“That’s too bad,” her aunt responded, “suicide is an act of cowardice. People who are not strong enough to move on and confront life, commit suicides. It’s a big sin.”

“Life is painful though. I think we would understand them if we would go through the same.”

“No Zarish, you have to be strong. Everyone faces tough times, it’s all about strength and courage.”

Zarish remained silent and gave her aunt’s words a thought.

Days later at their campus, a 22-year-old girl Parvati was standing at the corridor, paying attention to someone who was talking to her and convincing her about something.

“You lost your mother’s love because of your boyfriend. That inhuman boyfriend dumped you for another girl. You have no idea about how much suffering you’ll face in life.”

“Oh God!” she wept silently, “what am I going to do?”

“You’re going to see signs everywhere. The biggest of them would be your mother’s hostility towards you for the rest of your life.” She cried even more.

“You know what I would have done?” the mysterious person continued talking, “I would have ended this suffering once and for all. I would have committed suicide.”

Meanwhile at the cafeteria, the three friends Mikhail, Yousuf and Zarish were seated. Mikhail’s cell phone began to ring and he received the call.

“It’s Professor Haseeb,” said the voice from the other end of the phone.

“Hello,” said Mikhail.

“Mikhail...” Professor Haseeb spoke helplessly, “I just received an unknown call. The caller told me that another suicide would take place in the campus, within few minutes.”

“Oh no, really?”

“Yes, and his voice seemed similar to the previous one.”

“Oh my God! Ok, we’ll do something about it.”

Mikhail disconnected the call.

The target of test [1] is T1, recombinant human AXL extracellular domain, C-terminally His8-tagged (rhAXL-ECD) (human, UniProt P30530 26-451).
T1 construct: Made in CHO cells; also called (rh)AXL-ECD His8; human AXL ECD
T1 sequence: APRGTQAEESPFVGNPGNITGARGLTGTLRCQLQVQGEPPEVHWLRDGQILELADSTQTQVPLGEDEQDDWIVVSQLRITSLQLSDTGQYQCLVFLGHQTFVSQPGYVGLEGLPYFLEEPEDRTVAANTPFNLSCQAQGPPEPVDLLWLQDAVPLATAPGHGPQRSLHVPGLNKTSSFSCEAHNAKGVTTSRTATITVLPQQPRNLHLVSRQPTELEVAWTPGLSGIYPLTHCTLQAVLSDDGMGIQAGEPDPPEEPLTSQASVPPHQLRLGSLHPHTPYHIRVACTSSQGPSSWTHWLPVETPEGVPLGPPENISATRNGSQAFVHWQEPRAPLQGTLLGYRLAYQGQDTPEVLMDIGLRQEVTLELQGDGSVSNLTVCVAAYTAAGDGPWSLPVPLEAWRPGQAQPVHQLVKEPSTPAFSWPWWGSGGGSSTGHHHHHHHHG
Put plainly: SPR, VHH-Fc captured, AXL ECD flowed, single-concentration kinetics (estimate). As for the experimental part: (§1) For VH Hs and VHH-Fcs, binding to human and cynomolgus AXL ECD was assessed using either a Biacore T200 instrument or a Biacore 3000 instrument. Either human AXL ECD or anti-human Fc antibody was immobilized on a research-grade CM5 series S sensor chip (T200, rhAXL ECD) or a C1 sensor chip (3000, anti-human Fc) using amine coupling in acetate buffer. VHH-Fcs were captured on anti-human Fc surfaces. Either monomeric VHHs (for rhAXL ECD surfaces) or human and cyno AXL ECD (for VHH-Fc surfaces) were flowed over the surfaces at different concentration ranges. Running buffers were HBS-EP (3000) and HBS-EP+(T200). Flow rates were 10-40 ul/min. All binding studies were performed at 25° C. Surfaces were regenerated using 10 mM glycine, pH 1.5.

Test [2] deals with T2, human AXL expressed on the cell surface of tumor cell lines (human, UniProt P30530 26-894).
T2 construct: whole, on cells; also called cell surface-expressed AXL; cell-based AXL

“Who was it?” Yousuf asked curiously.

“Professor Haseeb just received a call,” Mikhail explained standing up, “from the same caller few minutes ago. And that guy told him that there will be another suicide within few minutes.”

“What?” Zarish got shocked.

“What if someone’s just doing pranks on him?” Yousuf asked.

“Well, we should do something about it,” Mikhail said before leaving the cafeteria.

Back at the top floor, Parvati was crying out loud. The mysterious person kept convincing her.

“Your mom will make your life hell. Your father will also hate you when he’ll find out. The guy who dumped you doesn’t have any feelings for you.”

“I don’t care about him!” she explained angrily. “He didn’t dump me, we had a breakup.”

“But what you’ve done cannot be restored. Your friends and relatives will look at you with utmost disgust after they find out about it.”

“I just want to die, but I’m afraid.”

“Don’t be afraid, my dear. Suicide is not painful, trust me.”

Meanwhile at the other side of the campus, Mikhail and Zarish were running around to inform others. As they were stopped by a group of students, they started to tell them the whole story. But before long, they all heard a scream of girls from a distance. Mikhail and Zarish left the students and rushed to see what had happened.

A crowd was gathered near the building. Mikhail ran as fast as he could to see what he was already expecting. Parvati was lying dead on the ground. There was blood all around her head. Mikhail heard someone saying, “I saw her. She jumped from right there.”

“Yes, it was a suicide,” someone else added.

Mikhail looked ahead and saw Yousuf standing. Yousuf was shattered. He was looking at the dead body as if it reminded him of something. He wasn’t moving and was getting pushed by the crowd.

“Yousuf!” Mikhail called him out.

Upset, Yousuf left the spot instantly.

Moments later, while he was standing at the parking area of his campus, he hallucinated that Saba was standing right in front of him. Avoiding the image, he rushed towards his bike to leave.

That night around 11 o’clock, Yousuf was sitting in a nearby garden with a close friend. His friend saw that Yousuf was silently weeping, so he asked him politely, “If you don’t mind Yousuf, can I ask why you’re so upset today?”

“I’m running from my past.”

“Running from your past?”

Yousuf looked straight for a while and saw Saba’s image once again standing before him. He turned his head down to avoid her.

“Are you ok?” his friend asked.

“It has been more than three years,” Yousuf started narrating, “it was my second year in college. There was a girl, Saba. She was dark-skinned and not at all attractive. In fact, she was ugly.”

“I see, so what happened?”

“She was in love with me. I swear that I’ve never seen anyone as kind and caring as her. She had a very kind heart, especially for me”

“Is she not alive anymore?”

to be continued...